The Real-Life Women Behind Betty Crocker

Say Betty Crocker today and modern minds turn to grocery store shelves stocked with cake and other boxed baking mixes. But before Betty's name became synonymous with a kitchen shortcut, she was a living trademark, a fictional homemaker brought to life by a team of women who worked for the Minnesota-based Washburn-Crosby Company, the parent company of Gold Medal Flour.

As the Betty Crocker website explains, in 1921 as part of an advertising campaign, Gold Medal Flour held a mail-in jigsaw puzzle competition. To the surprise of the company's all-male advertising department, American homemakers mailed in 30,000 completed puzzles, sending almost as many cooking questions along with them (via The Van Trump Report).

Seeing an opportunity, the company cooked up the persona of an everywoman housewife to act as the home cook's relatable best friend. The name Betty was chosen for its wholesome sound. Crocker was the surname of a recently retired and well-liked company director. Washburn-Crosby then began hiring more home economists to respond to all the cooking queries at Betty. As the brand explains, this was the start of the Betty Crocker Kitchens.

The staff behind the Betty Crocker Kitchens were well-educated, having studied home economics in college. What began as a job responding to letters eventually turned into recipe creation and testing, where they churned out countless recipe pamphlets and, eventually, cookbooks to encourage more flour purchases. The public was so keen on Betty Crocker that in 1958, Washburn-Crosby, now known as General Mills, built themed test kitchens, turning corporate HQ into a tourist destination, per Atlas Obscura.

Who were the real-life Betty Crockers?

While not much is known about the individual members of the famous Betty Crocker Kitchens, two women stand out as her public stand-in.

The American Association of University Women credits Marjorie Child Husted as the first Betty Crocker. A home economist and businesswoman, Husted managed Washburn-Crosby's Betty Crocker Homemaking Service 40-member staff. She became the voice of Betty in 1924 with the launch of the "Betty Crocker Cooking School of the Air" on Minneapolis radio station WCCO. The show proved so popular that NBC picked it up for syndication, becoming the nation's first cooking show (via Old Time Radio).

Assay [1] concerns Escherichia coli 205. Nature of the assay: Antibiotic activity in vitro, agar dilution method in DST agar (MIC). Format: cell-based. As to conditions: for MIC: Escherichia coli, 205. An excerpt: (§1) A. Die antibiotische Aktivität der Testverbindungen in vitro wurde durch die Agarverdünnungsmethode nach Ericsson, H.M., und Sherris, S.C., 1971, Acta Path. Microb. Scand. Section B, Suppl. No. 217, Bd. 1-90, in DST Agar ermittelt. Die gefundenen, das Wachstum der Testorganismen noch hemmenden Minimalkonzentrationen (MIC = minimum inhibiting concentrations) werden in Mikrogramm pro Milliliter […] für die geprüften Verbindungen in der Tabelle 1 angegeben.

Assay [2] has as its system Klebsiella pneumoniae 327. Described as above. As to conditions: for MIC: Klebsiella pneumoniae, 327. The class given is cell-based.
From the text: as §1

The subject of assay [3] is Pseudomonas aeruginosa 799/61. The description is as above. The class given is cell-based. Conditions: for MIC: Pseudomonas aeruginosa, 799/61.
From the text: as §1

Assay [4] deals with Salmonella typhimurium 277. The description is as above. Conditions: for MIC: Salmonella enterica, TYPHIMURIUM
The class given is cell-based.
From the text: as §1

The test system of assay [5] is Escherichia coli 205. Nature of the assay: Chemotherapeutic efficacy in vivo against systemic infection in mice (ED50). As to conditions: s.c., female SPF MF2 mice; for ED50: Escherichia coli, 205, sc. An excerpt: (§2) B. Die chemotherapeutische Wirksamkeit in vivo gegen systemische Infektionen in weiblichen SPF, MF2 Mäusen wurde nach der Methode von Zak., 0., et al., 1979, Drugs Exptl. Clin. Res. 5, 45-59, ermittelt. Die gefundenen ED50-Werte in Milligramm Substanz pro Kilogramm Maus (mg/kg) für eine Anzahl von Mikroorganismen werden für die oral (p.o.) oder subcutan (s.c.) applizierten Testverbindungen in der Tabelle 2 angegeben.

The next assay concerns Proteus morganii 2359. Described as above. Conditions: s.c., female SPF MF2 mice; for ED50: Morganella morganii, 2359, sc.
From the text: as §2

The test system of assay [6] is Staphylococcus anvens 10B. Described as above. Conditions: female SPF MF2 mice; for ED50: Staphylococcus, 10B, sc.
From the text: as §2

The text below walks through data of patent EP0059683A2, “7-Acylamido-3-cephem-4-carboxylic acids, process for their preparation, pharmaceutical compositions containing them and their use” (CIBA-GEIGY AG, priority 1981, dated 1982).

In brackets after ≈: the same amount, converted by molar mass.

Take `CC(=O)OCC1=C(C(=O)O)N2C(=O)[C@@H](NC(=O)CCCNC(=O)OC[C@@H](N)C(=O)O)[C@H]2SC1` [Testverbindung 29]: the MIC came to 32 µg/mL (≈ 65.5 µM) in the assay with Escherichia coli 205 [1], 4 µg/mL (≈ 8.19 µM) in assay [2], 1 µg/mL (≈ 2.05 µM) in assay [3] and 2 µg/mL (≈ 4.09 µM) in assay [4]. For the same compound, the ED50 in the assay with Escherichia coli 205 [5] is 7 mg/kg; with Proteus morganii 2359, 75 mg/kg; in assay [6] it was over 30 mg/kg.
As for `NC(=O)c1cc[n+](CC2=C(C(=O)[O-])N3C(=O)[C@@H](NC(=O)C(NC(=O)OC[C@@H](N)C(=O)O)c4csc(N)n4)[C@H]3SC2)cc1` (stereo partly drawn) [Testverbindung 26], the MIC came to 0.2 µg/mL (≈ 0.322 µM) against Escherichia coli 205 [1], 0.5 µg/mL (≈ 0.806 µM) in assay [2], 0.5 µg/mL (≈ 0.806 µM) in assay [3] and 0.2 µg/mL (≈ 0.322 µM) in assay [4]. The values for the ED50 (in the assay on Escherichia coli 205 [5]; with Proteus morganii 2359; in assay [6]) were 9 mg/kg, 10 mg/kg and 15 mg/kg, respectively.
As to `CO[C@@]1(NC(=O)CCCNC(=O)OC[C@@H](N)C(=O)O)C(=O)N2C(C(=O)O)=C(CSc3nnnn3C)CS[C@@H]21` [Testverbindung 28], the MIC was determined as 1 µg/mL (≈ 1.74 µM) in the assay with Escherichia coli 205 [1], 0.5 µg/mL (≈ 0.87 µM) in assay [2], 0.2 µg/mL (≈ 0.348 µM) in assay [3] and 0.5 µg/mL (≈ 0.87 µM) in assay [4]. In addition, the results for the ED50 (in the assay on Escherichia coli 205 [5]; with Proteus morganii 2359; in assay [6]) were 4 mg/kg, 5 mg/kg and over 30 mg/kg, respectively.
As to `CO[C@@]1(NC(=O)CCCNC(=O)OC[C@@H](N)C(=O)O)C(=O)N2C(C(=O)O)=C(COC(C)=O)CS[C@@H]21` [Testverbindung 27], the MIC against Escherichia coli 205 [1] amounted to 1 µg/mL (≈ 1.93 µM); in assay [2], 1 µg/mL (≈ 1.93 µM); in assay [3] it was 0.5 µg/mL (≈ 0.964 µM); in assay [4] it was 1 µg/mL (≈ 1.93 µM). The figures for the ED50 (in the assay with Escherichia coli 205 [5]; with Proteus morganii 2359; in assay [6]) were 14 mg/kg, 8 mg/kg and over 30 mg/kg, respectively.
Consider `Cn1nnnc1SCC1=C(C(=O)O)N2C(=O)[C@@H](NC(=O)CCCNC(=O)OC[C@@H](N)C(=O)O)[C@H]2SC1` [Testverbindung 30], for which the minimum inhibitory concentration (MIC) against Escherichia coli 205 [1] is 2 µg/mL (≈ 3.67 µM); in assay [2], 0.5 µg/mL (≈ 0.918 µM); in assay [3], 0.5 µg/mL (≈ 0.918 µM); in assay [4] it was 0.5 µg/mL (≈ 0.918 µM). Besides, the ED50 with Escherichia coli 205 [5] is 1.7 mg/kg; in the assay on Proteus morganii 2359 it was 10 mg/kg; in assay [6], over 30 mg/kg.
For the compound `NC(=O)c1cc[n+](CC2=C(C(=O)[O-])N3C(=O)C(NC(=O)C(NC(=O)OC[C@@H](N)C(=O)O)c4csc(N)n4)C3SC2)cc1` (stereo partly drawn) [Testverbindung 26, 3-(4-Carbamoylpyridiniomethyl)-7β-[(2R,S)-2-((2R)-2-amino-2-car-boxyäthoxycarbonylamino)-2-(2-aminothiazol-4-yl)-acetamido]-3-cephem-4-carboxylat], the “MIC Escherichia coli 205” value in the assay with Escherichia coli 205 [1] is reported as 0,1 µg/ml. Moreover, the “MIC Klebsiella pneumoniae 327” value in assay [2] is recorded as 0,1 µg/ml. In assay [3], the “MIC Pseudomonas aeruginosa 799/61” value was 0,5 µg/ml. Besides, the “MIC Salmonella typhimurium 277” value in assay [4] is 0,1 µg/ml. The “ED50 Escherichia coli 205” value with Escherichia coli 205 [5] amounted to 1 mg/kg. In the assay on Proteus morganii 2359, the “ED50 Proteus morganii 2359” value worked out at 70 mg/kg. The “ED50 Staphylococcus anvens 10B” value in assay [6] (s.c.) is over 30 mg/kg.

Husted even headed to Hollywood and interviewed stars like Joan Crawford and Clark Gable (via History Daily), positioning these famous faces as Betty Crocker devotees, just like her listeners. Those interviews launched Crocker into the celebrity stratosphere. By 1945, Betty Crocker was a bona fide star, even landing at the No. 2 spot on "Fortune" magazine's list of the most popular American women, just behind first lady Eleanor Roosevelt. Although the article outed her as a fraud, Food & Wine says it did nothing to diminish Betty Crocker's popularity.

By 1949, a drop in prices brought more TVs into American homes, per the Wessels Living History Farm. Per the brand's own story commemorating 100 years of Betty Crocker, General Mills passed the Betty Crocker baton from Husted to vaudevillian Adelaide Hawley Cumming, who portrayed Betty Crocker from 1949 to 1964. Cumming played the beloved homemaker on television, hosting her own cooking shows and appearing on live commercials on popular programs like "The George Burns and Gracie Allen Show" (via Variety).